Working with children in elementary school can be a very rewarding career, but it is important to remember that the younger they are, the more impressionable they can be and the bigger the impact you can have, especially when working with core concepts such as reading and language. Many teachers find that the classroom setting does not always help them reach kids in the most efficient way, and enjoy the opportunities they have to work one-on-one with their students in tutoring situations. Susana Hirsch-Pels talks about her lifetime career in education.

(Photo Courtesy of Susana Hirsch-Pels)

(Photo Courtesy of Susana Hirsch-Pels)

What do you have a degree in?

“I have a degree in liberal arts from Lake Forest College. My major was in French literature with an English literature minor, both helped me become a teacher. I also received further education in how to be a better educator from the University of Southern Illinois’ School of Education.”

What does your current job entail? 

“I taught bilingual elementary for 43 years. I am now retired and I tutor both in English and Spanish.”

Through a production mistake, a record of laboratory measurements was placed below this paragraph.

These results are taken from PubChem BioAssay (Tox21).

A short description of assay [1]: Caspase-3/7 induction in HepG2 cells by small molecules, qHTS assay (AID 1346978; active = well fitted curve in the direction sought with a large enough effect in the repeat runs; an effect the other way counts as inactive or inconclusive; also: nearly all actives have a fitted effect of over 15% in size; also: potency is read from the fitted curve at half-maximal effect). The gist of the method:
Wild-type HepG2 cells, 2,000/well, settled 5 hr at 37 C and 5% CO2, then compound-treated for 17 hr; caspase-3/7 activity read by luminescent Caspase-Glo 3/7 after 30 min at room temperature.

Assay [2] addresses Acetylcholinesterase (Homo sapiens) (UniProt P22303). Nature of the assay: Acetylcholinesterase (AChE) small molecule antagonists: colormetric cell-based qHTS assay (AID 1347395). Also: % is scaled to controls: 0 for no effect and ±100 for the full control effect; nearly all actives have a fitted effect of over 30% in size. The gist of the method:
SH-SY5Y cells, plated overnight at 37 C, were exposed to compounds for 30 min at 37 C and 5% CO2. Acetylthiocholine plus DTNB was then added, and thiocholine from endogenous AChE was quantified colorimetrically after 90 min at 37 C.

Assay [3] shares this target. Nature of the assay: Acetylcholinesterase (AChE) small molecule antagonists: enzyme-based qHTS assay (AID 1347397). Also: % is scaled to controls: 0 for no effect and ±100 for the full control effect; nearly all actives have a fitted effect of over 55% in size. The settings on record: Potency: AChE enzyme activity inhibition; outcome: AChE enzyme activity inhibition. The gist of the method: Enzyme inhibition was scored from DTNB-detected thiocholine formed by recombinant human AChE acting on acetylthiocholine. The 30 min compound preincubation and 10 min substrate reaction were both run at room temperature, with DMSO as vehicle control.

What is your favorite part of your daily duties?

“I loved to teach and I am glad I can still do it. I enjoy working directly with my students and helping them achieve.”

Do you have any advice for people wanting to pursue a similar career? 

“Unless you really enjoy teaching, do not do it. It can be very rewarding but also very frustrating. If you love children then it is the best. Whatever the rules and regulations teach to impart knowledge and prepare students for life, not just to pass tests. There are also many different tools that you can use to help you plan for working with an entire class or just one specific student. I enjoy using to see what other teachers have used successfully when teaching certain subjects. As I tutor several different levels, I use it to acquire worksheets and help with planning.”

Gillian Kruse is a freelance writer living in Houston. She graduated from Rice University with a great love for all performing and visual arts. She enjoys writing about arts and cultural events, especially little-known ones, to help Houstonians learn about what’s going on in their city. Her work can be found at


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